Just when you want to tip the brakes on your Porsche 911 Turbo S Convertible to steer into that hairpin, your Vertu starts ringing. What this has to do with watches? Well, the ceramic brakes of your Porsche, as well as the ceramic housing of your Vertu are made of the exact same material that a watch brand uses for its high tech ceramic cases and bracelets; Rado. Among watch brands Rado may be a youngster, since the brand only appeared for the very first time on a dial of a watch in 1957. Not that there hasn’t been any prior experience, the brand did come forth out of the Schlup & Co. Clockwork factory, which was founded by the the three brothers Schlup in Lengau, Switzerland in 1917. Yet what set them apart from all those other brands was not their age but their approach to watches.
As with for example the aforementioned Porsche, the first scratch hurts badly, and we often only accept the second and third scratch because of that first scratch. The same goes for your watch, and therefore Rado has made it part of their DNA to take extreme measures to not let this happen. In 1962 they did this with the first DiaStar by crafting a large portion of the case out of, what Rado refers to as, Hardmetal. You got to like that name, especially since there is truth to it. Hardmetal is in fact Tungsten Carbide, and scores between 1400 and 1700 on the Vickers hardness scale, compared to 150 to 190 for common 316L steel, which is widely used to make watches out of. Already a great improvement, yet not enough for the people at Rado, and that is why they ventured off into a field that turned out to be their destiny; high tech ceramics. Their first creation incorporating this technology was introduced in 1986, and their ability in this field has expanded ever since.
Crafting high tech ceramic parts is not an easy task and has for sure some elements of alchemy in it. Although the exact process is a highly regarded secret it all starts with ceramic granulate that is melted and moulded into the shape of cases, bracelet links and other watch parts. After that they will be baked at very high temperatures. This is a critical step, since this ensures that all the air escapes from the ceramic composition and obtaining the qualities it is so well known for. One of the biggest challenges with this is that there is also about 20% shrinkage as a result of the baking. When you realize how precise watch part needs to be, controlling this process is very important, despite being very difficult to achieve.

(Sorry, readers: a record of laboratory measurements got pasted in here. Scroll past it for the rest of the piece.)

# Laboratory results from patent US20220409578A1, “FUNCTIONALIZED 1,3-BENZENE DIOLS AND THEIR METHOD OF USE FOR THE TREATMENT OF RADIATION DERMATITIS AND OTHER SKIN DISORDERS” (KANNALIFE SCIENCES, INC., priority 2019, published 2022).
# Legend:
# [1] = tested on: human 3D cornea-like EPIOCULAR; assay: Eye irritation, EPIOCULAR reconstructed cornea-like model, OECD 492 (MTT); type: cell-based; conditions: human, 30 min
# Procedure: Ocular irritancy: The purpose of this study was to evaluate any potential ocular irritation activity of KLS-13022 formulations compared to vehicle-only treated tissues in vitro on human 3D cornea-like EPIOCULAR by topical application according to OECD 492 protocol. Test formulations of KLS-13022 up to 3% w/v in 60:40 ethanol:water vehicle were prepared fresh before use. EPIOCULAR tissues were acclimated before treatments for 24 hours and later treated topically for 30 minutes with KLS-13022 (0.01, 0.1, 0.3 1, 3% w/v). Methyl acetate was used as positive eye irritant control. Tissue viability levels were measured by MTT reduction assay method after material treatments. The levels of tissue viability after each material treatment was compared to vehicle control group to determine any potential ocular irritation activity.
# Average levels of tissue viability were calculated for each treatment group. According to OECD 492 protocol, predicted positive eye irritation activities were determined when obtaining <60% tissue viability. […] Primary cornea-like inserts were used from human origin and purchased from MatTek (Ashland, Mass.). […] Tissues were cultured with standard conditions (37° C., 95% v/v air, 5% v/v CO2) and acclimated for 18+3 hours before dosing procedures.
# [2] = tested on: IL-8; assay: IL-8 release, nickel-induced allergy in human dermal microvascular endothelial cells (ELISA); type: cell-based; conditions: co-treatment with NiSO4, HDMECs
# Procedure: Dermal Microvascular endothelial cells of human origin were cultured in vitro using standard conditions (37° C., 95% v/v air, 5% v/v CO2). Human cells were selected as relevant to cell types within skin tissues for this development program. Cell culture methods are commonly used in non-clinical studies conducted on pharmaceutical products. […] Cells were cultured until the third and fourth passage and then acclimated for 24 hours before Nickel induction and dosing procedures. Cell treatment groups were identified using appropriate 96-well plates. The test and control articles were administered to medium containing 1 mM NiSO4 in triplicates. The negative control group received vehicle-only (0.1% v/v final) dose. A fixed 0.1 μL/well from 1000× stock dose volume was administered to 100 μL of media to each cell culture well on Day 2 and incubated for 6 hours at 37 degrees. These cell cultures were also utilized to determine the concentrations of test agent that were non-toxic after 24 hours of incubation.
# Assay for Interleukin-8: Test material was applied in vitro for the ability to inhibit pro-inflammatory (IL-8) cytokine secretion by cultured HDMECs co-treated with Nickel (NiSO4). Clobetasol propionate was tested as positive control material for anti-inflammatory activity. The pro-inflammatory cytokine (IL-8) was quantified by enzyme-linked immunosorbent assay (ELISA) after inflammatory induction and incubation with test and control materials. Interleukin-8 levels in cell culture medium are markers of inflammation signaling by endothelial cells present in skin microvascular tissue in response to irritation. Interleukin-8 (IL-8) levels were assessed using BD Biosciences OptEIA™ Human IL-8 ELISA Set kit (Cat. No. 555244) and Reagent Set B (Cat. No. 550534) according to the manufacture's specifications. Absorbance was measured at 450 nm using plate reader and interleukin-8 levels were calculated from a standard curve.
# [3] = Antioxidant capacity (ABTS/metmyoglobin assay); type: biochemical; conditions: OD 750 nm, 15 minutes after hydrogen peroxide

Despite Rado’s considerable expertise in the field, do they still discard around 40% of the produced cases and bracelet parts because they do not meet their strict quality criteria. High tech ceramic is not only extremely scratch resistant, it is also very light, and warms up very quickly to body temperature. These are abilities that make it a very pleasant material to wear, and to ensure the greatest wearing comfort Rado pays particular care to the fit and feel of each watch and bracelet. These are not assembled by a machine, as is customary with most watch bracelets, but by hand, so that the perfect fit can be ensured, which translates into higher wearing comfort.
Creating high tech ceramic is one thing, but playing with it is a whole other ball game. Rado can create it’s high tech ceramic either in a matte or in a glossy finish, and even in different colors. They have also developed plasma high tech ceramic. Here the high tech ceramic gets a platinum like metallic shine without the use of any metal. The secret is the use of special gasses that are heated up to 20,000˚C, so that they change the look of the high tech ceramics but not its characteristics. Unique also is that the emerging color and gloss is there to stay, it will not fade and of course not scratch. If only they made entire Porsche’s out of high tech ceramic’s, as they do watches…
Eclectic taste in Haute Horlogerie, passion for diamond set watches, loves the classics